The hotel retailer said it expects to have between 275,000 and 295,000 new rooms by 2021, which includes roughly 214,000 rooms that are already under construction. Marriott International President and CEO Arne Sorenson touched upon the impact he thinks the company’s purchase of Starwood Hotels & Resorts in 2016 has had.
“Starwood has made us a more formidable competitor, providing a more valuable loyalty program, brands with strong appeal to loyalty members and owners, talented associates, terrific locations, particularly in the fast-growing Asia Pacific region, significant cost synergies and meaningful scale,” Sorenson said in a statement.
Sorenson added that with the recent launch of its branded loyalty program, Marriott Bonvoy, it has “reached 125 million members as of year-end 2018 adding roughly 50,000 members per day.”
Marriott sees its new rooms adding $400 million in fee revenue in 2021 and about $700 million annually once all of the rooms are operational.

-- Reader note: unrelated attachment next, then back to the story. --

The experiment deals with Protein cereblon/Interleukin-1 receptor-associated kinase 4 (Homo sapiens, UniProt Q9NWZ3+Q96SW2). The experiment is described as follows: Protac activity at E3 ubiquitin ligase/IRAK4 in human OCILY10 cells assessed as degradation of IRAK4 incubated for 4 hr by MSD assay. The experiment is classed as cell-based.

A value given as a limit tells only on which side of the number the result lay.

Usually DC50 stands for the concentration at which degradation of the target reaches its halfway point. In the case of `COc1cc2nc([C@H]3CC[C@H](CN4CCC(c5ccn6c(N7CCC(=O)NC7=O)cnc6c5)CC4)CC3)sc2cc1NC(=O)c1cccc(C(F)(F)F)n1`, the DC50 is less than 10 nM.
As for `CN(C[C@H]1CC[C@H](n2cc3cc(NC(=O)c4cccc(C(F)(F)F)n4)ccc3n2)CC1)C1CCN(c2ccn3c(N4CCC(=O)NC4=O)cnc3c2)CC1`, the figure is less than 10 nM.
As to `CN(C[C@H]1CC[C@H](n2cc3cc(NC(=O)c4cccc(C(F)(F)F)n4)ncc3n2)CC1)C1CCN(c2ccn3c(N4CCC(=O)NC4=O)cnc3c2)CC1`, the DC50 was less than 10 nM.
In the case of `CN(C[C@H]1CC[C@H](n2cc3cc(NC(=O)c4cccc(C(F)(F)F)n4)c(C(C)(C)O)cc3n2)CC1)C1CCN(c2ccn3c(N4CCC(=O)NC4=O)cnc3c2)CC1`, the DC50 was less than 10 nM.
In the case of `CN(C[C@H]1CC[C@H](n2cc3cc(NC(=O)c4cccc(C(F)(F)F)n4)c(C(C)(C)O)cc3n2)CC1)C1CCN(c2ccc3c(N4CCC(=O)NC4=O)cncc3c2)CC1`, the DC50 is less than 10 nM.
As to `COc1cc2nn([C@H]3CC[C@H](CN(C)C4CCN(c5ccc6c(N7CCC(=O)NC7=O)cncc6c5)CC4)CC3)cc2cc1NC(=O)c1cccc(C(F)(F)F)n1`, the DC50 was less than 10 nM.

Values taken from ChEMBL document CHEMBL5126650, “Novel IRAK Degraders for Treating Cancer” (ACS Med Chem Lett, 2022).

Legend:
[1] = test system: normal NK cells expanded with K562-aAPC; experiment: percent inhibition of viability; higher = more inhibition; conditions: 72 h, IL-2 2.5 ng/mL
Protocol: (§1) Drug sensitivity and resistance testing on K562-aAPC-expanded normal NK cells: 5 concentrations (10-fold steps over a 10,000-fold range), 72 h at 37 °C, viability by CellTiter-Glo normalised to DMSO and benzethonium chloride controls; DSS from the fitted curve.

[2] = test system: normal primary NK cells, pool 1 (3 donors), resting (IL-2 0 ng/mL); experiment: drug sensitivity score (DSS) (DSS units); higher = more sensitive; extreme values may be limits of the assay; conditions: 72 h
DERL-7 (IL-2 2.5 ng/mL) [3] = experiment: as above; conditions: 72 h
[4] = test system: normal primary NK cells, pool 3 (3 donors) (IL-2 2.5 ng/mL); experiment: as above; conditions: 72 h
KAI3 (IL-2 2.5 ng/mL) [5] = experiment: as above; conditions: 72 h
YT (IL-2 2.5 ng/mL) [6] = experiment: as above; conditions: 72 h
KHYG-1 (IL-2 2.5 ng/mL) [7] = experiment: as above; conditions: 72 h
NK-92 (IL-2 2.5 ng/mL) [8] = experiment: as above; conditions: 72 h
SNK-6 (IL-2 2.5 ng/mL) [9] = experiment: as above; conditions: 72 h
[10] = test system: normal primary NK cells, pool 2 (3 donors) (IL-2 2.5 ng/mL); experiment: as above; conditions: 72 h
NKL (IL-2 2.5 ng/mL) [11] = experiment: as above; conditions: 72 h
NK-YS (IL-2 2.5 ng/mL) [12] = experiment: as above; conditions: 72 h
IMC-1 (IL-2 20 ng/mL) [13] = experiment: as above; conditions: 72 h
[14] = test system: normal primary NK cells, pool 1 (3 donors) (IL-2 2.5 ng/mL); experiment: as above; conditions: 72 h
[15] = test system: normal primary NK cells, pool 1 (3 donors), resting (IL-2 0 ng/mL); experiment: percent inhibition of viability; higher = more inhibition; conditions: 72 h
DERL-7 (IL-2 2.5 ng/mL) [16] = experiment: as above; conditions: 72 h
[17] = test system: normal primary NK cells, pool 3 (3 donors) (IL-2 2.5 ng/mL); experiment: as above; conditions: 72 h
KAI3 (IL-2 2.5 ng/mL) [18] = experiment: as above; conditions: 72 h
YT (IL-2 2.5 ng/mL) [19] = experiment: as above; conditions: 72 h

With that growth Marriott also expects investors to see a boost. The company says it could produce diluted earnings per share to $7.65 to $8.50 by 2021, and cash available for shareholders could total between $9.5 to $11 billion over the next three years.
“Our new three-year plan, with Starwood fully integrated, demonstrates how our fee-based, asset-light business model generates even stronger and more sustainable cash flows. This allows us to invest profitably in our core business at high rates of return and also return significant amounts of capital to shareholders,” said Leeny Oberg, Marriott’s executive vice president and chief financial officer.
“Our proven business model combined with opportunities to leverage our significant scale from the Starwood acquisition uniquely position us for additional shareholder value creation,” Oberg added.